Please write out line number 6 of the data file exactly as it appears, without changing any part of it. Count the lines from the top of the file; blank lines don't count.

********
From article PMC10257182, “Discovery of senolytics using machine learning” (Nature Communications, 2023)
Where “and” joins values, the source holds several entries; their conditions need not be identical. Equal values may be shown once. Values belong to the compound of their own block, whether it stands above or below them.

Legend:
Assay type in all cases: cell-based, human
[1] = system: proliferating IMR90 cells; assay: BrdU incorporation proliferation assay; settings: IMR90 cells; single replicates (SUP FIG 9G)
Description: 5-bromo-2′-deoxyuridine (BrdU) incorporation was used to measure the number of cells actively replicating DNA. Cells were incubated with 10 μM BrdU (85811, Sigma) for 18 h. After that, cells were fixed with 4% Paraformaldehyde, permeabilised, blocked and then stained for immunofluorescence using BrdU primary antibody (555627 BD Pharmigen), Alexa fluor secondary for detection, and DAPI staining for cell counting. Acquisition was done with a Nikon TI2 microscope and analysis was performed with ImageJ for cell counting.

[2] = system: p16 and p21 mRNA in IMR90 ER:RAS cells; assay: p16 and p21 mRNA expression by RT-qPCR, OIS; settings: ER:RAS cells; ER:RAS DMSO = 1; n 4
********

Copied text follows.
Description: 5-bromo-2′-deoxyuridine (BrdU) incorporation was used to measure the number of cells actively replicating DNA. Cells were incubated with 10 μM BrdU (85811, Sigma) for 18 h. After that, cells were fixed with 4% Paraformaldehyde, permeabilised, blocked and then stained for immunofluorescence using BrdU primary antibody (555627 BD Pharmigen), Alexa fluor secondary for detection, and DAPI staining for cell counting. Acquisition was done with a Nikon TI2 microscope and analysis was performed with ImageJ for cell counting.